What is the story on high pressure washers (water)?

I've got algae growing on my vinyl siding (only on certain areas) and its either bright green or dark green, but I need to clean it off. Conventional wisdom is to do it with high pressure water and I could pay a guy to do it, or buy my own 'unit' and do it myself.
Question: there is a range of units from cheap/low pressure (i.e. 1100 lbs specified) on up to expensive (and gas engine)/high pressure (i.e. 2000+ lbs as specified) and my question is: do you really need that higher pressure? Is there a kind of threshold where below the threshold, you get significantly less cleaning performance?
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I clean my vinyl siding all the time with my 1200 psi.Coleman pressure washer and find it more than adequate to remove whatever accumulates on the siding (short of spraypaint).
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Get a siding cleaner that kills mold first , you really wont get rid of it with a power washer . It will grow right back as you didn't change anything affecting growth, or its roots. you probably wont need a powerwasher with a few applications. Bleach works but i don't know what it will do to vynal . 1200 lb are good just slower.
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I live in Houston, a swamp of algae and mildew, so my 'new' house has some algae on the bricks. I wanted to try chemical removal first before pressure washing. I'm not certain if bleach will have any effect on algae (as it does on mildew). I browsed at Lowe's and found several spray-on cleaners for houses. Then I found this stuff at Ace Hardware: www.sprayandforget.com specifically for algae. It was expensive per gallon but it seems to work well at killing the stuff, plus it leaves a residue that keeps the stuff from growing back. It doesn't have the immediate effect that power washing would but then power washing can damage siding, etc.
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I've never faced this problem, but our local paper carries a column by a home inspector with a couple of decades' of experience. He points out that since you'll be power washing from ground level, you'll be forcing water BEHIND the siding. Proceed at your own peril.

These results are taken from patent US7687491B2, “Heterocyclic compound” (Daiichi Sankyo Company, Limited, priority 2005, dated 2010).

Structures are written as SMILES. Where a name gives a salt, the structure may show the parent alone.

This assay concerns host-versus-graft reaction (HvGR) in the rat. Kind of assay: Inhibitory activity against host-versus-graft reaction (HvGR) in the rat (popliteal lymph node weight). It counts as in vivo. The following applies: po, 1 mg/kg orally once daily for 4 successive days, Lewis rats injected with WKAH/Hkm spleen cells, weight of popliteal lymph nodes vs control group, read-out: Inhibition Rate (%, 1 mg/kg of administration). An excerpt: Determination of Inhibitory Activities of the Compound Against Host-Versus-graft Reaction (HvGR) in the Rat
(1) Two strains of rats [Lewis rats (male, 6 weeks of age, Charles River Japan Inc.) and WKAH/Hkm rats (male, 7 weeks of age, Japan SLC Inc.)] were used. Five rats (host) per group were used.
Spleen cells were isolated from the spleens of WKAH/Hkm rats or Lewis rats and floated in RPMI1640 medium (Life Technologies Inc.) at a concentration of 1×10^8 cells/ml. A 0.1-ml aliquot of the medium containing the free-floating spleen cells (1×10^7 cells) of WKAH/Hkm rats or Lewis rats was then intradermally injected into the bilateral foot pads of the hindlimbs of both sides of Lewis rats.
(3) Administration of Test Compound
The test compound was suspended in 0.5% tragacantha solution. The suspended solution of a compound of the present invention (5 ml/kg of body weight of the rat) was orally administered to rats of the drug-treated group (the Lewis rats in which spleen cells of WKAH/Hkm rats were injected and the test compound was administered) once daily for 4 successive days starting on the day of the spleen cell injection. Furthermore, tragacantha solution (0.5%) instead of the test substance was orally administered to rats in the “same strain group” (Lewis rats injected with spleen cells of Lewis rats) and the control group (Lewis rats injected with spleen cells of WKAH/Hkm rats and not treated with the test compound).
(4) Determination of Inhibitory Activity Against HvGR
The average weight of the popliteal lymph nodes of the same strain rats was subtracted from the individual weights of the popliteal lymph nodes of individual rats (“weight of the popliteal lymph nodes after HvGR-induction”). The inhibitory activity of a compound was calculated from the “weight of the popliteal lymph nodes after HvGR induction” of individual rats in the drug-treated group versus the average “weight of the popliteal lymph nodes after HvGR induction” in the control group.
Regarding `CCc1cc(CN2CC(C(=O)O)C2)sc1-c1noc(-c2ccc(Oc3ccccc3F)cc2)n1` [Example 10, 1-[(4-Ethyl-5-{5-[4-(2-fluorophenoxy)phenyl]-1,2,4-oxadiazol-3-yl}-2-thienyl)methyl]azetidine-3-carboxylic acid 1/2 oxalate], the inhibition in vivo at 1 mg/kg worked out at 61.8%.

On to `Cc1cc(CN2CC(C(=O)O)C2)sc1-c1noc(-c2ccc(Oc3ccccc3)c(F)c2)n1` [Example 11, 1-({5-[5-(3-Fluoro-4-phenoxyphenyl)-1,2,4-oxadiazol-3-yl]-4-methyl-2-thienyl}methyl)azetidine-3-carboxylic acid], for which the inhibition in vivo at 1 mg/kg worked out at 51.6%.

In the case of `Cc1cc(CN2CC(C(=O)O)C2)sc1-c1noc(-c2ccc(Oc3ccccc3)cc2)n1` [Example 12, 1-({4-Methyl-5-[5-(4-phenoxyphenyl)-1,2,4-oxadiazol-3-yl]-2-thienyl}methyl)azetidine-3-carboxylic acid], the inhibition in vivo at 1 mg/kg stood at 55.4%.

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You seldom have a use for the high pressures you get from the big gasoline units but if you use a softer nozzle you get a much wider spread at a more reasonable pressure and things go a lot faster. I have a 1200 electric unit and access to a 6500 gasoline unit. If I have a big job I use the big one. The electric is small and easy for small jobs.
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On 06 Jul 2004 15:46:41 GMT, snipped-for-privacy@aol.com (Greg) wrote:

A follow up question, if I may.
I have a large pecan tree in my back yard that needs spraying with fungicide/pesticide. My hand sprayer won't reach high enough so I need to know if a high pressure washer will do the job.
Pj
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Like Doug said:
If you are going to use a power washer, do it from ABOVE the siding. Now I know that may sound difficult, and you may have to do it from a ladder, but if you do it from ground level and spray UPWARDS, you are going to get water BEHIND the vinyl and then you are in for big trouble. Whatever is behind it will stay soggy and rot. Then dirty siding will be the least of your problems.....
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It's amazing to me that this isn't completely obvious to anyone considering power washing. I have immense respect for the guy on our local radio show for keeping his language civilized when callers ask about the procedure. :-)
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straydog wrote:

I had a bunch of algae? Mildew? Green on the joists to a porch. Hit it with "jet" on the hose to get the gross dirt/dust of, then 1/2C bleach in a couple gallons of water with a bristle brush (small broom) and about 20 minutes (with a yellow rubber rain jacket on after the first minute :) )
Is it a LARGE area you need to clean? Out of reach of a broom?
3rd cheap option: Hit any rental place and rent one for a day.
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